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th of August. In conversation with him, Commissioner Ould asked if he had any reply to make to theke any. So deep was the solicitude which Commissioner Ould felt in the fate of the captives in Nort the Southern Confederacy. The offer of Commissioner Ould was on the extreme of generosity. He prh the proposition referred to as made by Commissioner Ould to exchange man for man, and leave the s or extended partial system of exchange, Commissioner Ould, in August, 1864, offered to the Federalrpose of taking them away. The offer of Commissioner Ould included all the sick and wounded at Andy in August, 1864. Gen. Mulford informed Commissioner Ould it was directly communicated to his Goveaccusing blood. It was the purpose of Commissioner Ould to keep open the offer he had made, and bject, to that of Gen. Grant, offered to Commissioner Ould another opportunity to essay an effort o a special and deeply interesting topic, Commissioner Ould urged and succeeded in raising a joint C
, U. S. S., III., 342. Osgood, K. P., IX., 236, 239. Osliaba (Russian frigate),VI., 27,29. Ossabaw Sound, Ga.: VI., 241, 320; IX., 169. Ossipee,, U. S. S., VI., 247, 252, 254. Osterhaus, P. J.: II., 318, 334; X., 191, 220, 222. Otis, F. N., VII., 224. Otis, H. G., X., 21, 24. Otsego,, U. S. S., VI., 276, 322. Ottawa,, U. S. S.: II., 330; VI., 312. Otter Creek near Liberty, Va., III., 324. Oudenarde, losses at, X., 140. Ould, R.: VII., 41; Confederate agent for exchange of prisoners, VII., 101 seq., 104, 108, 110 seq., 112, 166, 172. Outcasts of Poker Flat, F. B. Harte, IX., 35. Outposts: or picket duty in Federal armies, IV., 186, 188; in military operations, importance of, IV., 186; an instance of the bravery of a Union officer on, IV., 190, 192. Ovens on wheels Viii., 49. Over their graves, H. J. Stockard, IX., 276. Overland Monthly, IX., 35. Overton Hill, Nashville, Tenn. ,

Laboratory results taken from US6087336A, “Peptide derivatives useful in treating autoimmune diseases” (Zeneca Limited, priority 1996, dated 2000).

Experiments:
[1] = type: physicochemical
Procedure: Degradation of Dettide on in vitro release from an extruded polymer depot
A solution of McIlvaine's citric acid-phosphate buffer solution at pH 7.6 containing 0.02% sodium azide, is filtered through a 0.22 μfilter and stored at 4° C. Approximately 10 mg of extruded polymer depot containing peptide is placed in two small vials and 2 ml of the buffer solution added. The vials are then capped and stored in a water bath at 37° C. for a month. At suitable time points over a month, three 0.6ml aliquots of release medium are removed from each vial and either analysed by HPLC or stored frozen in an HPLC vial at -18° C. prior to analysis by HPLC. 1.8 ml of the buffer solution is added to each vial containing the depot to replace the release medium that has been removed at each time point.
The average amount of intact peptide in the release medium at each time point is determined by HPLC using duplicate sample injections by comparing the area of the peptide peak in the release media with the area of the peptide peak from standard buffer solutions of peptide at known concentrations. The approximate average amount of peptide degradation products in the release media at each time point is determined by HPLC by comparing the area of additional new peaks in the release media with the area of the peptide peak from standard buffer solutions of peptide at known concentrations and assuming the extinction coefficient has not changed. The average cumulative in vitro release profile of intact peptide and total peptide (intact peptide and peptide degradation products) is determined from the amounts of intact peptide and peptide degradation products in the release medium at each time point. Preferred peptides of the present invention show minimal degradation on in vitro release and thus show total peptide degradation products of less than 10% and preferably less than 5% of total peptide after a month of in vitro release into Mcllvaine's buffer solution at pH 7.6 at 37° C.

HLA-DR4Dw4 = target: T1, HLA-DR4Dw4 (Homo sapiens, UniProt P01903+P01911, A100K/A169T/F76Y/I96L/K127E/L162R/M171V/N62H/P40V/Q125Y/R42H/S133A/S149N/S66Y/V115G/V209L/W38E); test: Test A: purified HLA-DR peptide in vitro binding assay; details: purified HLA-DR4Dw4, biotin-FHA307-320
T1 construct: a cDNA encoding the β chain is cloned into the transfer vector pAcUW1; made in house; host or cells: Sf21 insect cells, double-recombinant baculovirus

Medical assistance to prisoners. We copied a paragraph from a Northern paper relative to a proposition of Commissioner Ould for allowing the surgeons of both countries to attend their respective prisoners. The following is the letter of Mr. Ould: War Department C. S. A., Richmond, Va., Jan. 24, 1864. Mayor Gen. E. A.Mr. Ould: War Department C. S. A., Richmond, Va., Jan. 24, 1864. Mayor Gen. E. A. Hitchcock, Agent of Exchange: Sir --In view of the present difficulties attending the exchange and release of prisoners, I propose that all such on each side shall be attended by a proper number of their own surgeons, who, undertake to be established, shall be permitted to take charge of their health and comfort. I also propose that these surgeons shall be selected by their own Government, and that they shall have full liberty, at any and all times, through the Agents of Exchange, to make reports not only of their own acts but of any matters relating to the welfare of the prisoners. Respectfully, your obed't sv't, R. Ould, Agent of Exchange.
to-day requesting answer, &c., to your communication of the 10th instant on question of exchange of prisoners. To which, in reply, I would say I have no communication on the subject from our authorities, nor am I yet authorized to make answer. "I am, sir, very respectfully, "Your obedient servant, "Jno E. Mulford, "Major and Assistant Agent for Exchange." I have thus fully set before you the action of the Confederate authorities in relation to a matter which lays so near your hearts, and how it has been received by the enemy. The fortunes of your fathers, husbands, sons, brothers and friends are as dear to those authorities as their persons are precious to you, and I have made this publication, not only as an illustration of Federal bad faith, but also that you might see that your Government has spared no effort to secure the release of the gallant men who have so often fronted death in the defence of our sacred cause. Ro, Ould, August 31, 1864. Agent of Exchange,